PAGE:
A classic born in Iowa: loose meat sandwich

Loose Meat Sandwich

Loose meat sandwich, July 2012

Recently I became interested in loose meat sandwich recipes when looking for a variation on sloppy joes that didn’t use ketchup. During my research I learned that the loose meat sandwich originated right here in Iowa, where I live.

History of the Sandwich
The loose meat sandwich is sometimes known as a steamer or tavern sandwich.  Some say it originated at Ye Olde Tavern in Sioux City in the 1920s, and others claim it was at Maid-Rite in Muscatine in the same decade. This sandwich may be the older brother of the sloppy joe and is simply crumbled hamburger with seasonings served on a bun, commonly with mustard and dill pickles. Other add-ons are ketchup, onion, and cheese.

Loose Meat Sandwich at Canteen Lunch
During my quest I happened to be reading Iowa native and pie baker Beth Howard’s memoir, Making Piece, in which she mentions the Canteen Lunch in the Alley in her hometown of Ottumwa. The diner was started in the 1930s, and Howard had fond memories of their loose meat sandwich. Another claim to fame is that this diner was the inspiration for the Lanford Lunch Box on the Roseanne TV show. Roseanne’s then-husband in real life, Tom Arnold, is also from Ottumwa.

Canteen Lunch in the AlleyOf course I had to make the 90-minute drive to try the sandwich. The tiny diner has no tables, only about a dozen stools at a counter, and serves only their version of the sandwich, called the Canteen, along with old-fashioned malts, soda, and any kind of pie you can think of (alas, not homemade, but their pies are made fresh by the local Hy-Vee grocery store). The service is brisk and no-nonsense. You tell the waitress what you want on your sandwich and ten seconds later she hands it to you wrapped in paper. It is a good sandwich, and it’s gone before you know it. When you’re done, you go to the register and say what you had and they total it up.

The place is retro-charming and might make a memorable lunch stop if you visit the American Gothic House in nearby Eldon. Howard lives in the iconic house and runs the Pitchfork Pie Stand from her living room on summer weekends.

Developing My Recipe
I found a replica recipe and adjusted it to my liking. My version of the sandwich has bacon fat for added flavor, but you could use some other type of oil. (Lately I started saving the fat from my all-natural bacon and storing it in the freezer.) The recipe also has celery, garlic, mustard, and apple cider vinegar. A friend who went with me to the diner liked my sandwich better. Of course, homemade is always best!

Do you make a loose meat sandwich? I’d love to know what’s in yours. Here are two versions with potential Iowa credibility:

For gluten-free buns, try Udi’s Classic or Whole Grain hamburger buns.

Eileen's Loose Meat Sandwich
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Recipe type: Main Dish
Author:
Prep time:
Cook time:
Total time:
Serves: 6
Ingredients
  • 1 tablespoon bacon fat
  • 1/4 teaspoon salt
  • 1 pound ground beef
  • 1/2 cup finely diced celery (1 or 2 stalks)
  • 1 small clove garlic, minced
  • 1/2 tablespoon sugar
  • 1/2 tablespoon apple cider vinegar
  • 1/2 tablespoon prepared yellow mustard
  • Water to cover, about 1 cup
  • Salt and pepper to taste
Instructions
  1. In a large skillet (cast iron if available) over medium heat, melt bacon fat and sprinkle in salt. Add ground beef and brown, breaking up with a wooden spoon or spatula into crumbles as it cooks. When meat is just cooked through, add the celery and garlic. Cook over medium to medium high heat until slightly caramelized and some of the bits are dark brown. Dain off extra fat, if necessary.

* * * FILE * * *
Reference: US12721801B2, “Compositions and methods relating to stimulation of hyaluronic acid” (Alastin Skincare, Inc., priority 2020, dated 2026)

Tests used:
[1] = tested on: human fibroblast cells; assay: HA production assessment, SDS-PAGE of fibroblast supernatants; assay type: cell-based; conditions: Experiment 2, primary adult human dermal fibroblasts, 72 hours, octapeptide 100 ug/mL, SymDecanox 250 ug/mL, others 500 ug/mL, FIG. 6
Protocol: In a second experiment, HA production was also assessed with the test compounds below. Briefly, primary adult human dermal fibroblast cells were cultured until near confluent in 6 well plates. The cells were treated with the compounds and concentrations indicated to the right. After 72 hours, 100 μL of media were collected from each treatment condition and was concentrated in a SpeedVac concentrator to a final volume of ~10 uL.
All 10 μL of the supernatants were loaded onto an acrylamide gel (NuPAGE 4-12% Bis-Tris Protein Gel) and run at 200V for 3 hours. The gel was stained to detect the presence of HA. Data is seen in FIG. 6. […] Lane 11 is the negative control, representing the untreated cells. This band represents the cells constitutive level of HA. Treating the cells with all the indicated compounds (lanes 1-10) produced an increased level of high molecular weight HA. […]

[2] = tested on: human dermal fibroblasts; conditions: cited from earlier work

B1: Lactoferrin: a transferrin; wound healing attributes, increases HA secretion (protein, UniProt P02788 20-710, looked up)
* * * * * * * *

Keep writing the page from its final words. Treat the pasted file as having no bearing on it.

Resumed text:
2. Add sugar, vinegar, and mustard and stir to combine. Add just enough water to cover the meat mixture. Lower the heat and simmer 15 to 20 minutes or until most of the water is cooked away. Add salt and pepper to taste.
  3. Lightly toast buns or warm in foil in the oven. Serve with mustard and dill pickle.
Serving size: 3 ounces, sandwich filling only. Calories: 168; Fat: 7g; Saturated fat: 2g; Unsaturated fat: 0g; Carbohydrates: 2g; Sugar: 1g; Fiber: 0g; Protein: 23g; Cholesterol: 67mg.

 

(Recipe adapted from “The Blue Mill Tavern Loosemeat Sandwich” at food.com.)

Shared at Simply Sugar & Gluten-Free Slightly Indulgent Tuesday.

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4 Responses to “A classic born in Iowa: loose meat sandwich”

  1. Donna Siemann says:

    In the late 50’s we lived in Battle Creed, Iowa. A new dairy queen came to town and had a tavern sandwich which we have not been able to have since we moved to California in 1957.
    Do you think this recipe is the one they would have used. We would sure like the recipe for that sandwich.
    Thanks for your thoughts.
    Donna Siemann
    Downey, California

    • ebaran says:

      Donna, I’m sorry that I don’t know the answer to your question. In my post there are a few links to other versions (just before and just after my recipe) that you might try. Hope you find what you’re looking for!

  2. N.A.S. says:

    I also make these…’steamed hamburgers’ as we call them. The tradition has been passed down in my family for 4 generations. In fact, my great-grandfather was the first to create it, before the ‘tavern sandwich’ even existed. He started actually selling them in 1920 in Missoula, MT. Therefore, the place of origin unfortunately isn’t Iowa, but Montana.

    • Eileen Beran says:

      Thanks so much for stopping by and sharing. Very interesting! Here is a site that suggests that documentation about Missoula as the source is not readily available (see asterisk). Feel free to come back and share any links you might have that will help get the word out and set the record straight.


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